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Visit to the Smithsonian Marine Station

Armed with some instructions for where to find a few different seagrass species and a couple of names to ask for, I headed to the Smithsonian Marine Station (SMS) in Fort Pierce, FL on Thursday, April 17th.

The SMS was kind of deserted, but there was a behind the scenes tour scheduled for 2pm, so I waited around for that. In the meantime, I went to meet with Bill Hoffman, the Exhibit Manager at the St. Lucie County Aquarium, across the street from the SMS. He shared with me his experience with setting seagrasses up in his aquarium there. He said that at first, he would try to lay a patch of seagrass, with surrounding sediment into the tanks (like sod,) but that they kept dying. Eventually, he had success when he planted the plants into the tanks that contained the dead “sod.” But still, not every species he tried will grow in the tanks.

Bill loaned me some snorkeling gear so that I could go hunt down the seagrass beds that Robert Virnstein described to me. My only experience of seagrass is the Zostera marina at Bodega Bay, so I was interested in laying eyes on some other species. I found the dense Syringodium bed next to the boat ramp at the end of the Aquarium’s parking lot. It was remarkable to me how variable the density of both the seagrass as well as the algae were over a really small area. Sometime, the algae was so abundant and dense that I couldn’t even see the seagrasses. Other times, it was easy to see individual seagrass shoots poking out in the sandy sediment. Syringodium has cylindrical leaves, so that was different. The leaves were only about 8 inches long, and the rhizomes were very delicate compared to Z. marina.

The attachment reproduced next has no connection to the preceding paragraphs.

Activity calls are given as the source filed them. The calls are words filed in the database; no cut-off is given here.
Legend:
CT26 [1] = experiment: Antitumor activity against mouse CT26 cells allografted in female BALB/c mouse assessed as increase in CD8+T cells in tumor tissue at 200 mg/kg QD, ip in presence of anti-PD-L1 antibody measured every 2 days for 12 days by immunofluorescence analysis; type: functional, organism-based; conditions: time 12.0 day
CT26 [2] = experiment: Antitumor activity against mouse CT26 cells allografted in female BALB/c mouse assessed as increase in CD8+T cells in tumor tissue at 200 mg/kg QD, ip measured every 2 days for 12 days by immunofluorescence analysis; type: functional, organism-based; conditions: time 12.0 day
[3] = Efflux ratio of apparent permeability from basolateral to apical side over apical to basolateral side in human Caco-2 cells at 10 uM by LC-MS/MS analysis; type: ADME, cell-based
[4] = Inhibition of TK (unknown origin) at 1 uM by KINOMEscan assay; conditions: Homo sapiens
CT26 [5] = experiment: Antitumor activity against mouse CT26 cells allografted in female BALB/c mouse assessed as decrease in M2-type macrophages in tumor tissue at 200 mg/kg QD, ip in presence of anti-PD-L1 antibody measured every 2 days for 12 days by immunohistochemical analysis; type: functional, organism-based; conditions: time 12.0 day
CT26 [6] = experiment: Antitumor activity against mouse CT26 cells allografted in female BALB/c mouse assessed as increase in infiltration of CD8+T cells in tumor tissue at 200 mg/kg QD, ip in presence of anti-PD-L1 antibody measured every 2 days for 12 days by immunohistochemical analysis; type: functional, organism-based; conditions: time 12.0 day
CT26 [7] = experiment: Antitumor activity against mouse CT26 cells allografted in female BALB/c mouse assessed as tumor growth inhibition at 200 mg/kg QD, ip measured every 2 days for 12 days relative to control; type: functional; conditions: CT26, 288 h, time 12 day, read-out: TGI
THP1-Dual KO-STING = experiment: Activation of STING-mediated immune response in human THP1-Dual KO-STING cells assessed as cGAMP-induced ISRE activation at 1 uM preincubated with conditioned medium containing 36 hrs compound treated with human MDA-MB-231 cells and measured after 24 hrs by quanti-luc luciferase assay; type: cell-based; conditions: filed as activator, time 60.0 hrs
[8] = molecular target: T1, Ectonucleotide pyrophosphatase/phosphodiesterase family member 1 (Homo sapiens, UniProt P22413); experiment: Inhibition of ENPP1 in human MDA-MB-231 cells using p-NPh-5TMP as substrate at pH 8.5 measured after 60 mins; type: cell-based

Then, I went over to Chuck’s Steak House. There, I found a mixed bed with two kinds; I think Halophila and Halodule. They were about the same size, but their leaves were shaped differently. These were remarkably tiny! I will definitely have to re-write the sampling protocol for these.

The three species I found in Indian River Lagoon. My guess is Top: Halodule, Right: Syringodium, Bottom: Halophila
The three species I found in Indian River Lagoon. My guess is Top: Halodule, Right: Syringodium, Bottom: Halophila